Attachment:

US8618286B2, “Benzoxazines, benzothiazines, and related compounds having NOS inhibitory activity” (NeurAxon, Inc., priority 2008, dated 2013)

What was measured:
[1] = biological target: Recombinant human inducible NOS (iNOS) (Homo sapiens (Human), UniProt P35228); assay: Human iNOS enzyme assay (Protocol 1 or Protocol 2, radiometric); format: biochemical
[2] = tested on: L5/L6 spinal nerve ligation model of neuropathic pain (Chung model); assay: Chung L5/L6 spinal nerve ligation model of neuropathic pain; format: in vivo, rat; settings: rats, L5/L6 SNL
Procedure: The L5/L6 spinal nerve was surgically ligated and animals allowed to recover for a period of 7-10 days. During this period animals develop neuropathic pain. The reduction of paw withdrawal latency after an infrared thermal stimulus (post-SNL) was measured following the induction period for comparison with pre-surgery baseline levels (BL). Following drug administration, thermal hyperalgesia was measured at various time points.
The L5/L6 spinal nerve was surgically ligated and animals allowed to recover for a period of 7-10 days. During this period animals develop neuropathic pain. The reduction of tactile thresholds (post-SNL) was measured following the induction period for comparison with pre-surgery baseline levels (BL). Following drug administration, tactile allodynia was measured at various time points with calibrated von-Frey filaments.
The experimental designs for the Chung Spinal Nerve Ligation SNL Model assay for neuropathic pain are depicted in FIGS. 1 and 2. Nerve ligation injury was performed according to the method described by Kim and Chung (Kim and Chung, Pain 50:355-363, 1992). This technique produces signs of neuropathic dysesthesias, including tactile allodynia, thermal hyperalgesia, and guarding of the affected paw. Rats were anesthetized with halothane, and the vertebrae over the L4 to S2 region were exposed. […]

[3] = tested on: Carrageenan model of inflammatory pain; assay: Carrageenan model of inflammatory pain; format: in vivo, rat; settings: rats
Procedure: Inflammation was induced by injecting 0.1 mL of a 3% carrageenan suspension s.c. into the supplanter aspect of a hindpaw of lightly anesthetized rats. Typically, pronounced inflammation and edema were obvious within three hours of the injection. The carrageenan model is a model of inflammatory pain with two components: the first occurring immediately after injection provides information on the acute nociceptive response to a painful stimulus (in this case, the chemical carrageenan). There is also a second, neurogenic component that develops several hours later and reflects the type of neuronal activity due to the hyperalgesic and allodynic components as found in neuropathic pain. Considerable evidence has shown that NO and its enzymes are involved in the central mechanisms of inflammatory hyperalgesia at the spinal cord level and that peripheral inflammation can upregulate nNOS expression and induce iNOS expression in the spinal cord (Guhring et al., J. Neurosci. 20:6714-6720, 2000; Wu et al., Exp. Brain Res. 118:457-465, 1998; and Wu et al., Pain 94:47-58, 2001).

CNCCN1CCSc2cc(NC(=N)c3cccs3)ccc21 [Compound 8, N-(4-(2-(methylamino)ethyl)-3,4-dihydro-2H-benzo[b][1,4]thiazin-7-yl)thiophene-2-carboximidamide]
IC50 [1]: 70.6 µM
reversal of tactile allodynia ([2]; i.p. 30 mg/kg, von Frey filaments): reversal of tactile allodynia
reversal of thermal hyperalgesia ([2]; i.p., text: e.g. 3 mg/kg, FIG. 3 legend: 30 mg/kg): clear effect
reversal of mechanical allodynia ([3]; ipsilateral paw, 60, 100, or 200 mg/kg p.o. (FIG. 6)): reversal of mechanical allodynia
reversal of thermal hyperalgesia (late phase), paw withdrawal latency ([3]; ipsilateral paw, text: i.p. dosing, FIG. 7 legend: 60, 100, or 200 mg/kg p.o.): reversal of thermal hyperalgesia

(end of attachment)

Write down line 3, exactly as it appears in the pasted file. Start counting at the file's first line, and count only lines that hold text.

[1] = biological target: Recombinant human inducible NOS (iNOS) (Homo sapiens (Human), UniProt P35228); assay: Human iNOS enzyme assay (Protocol 1 or Protocol 2, radiometric); format: biochemical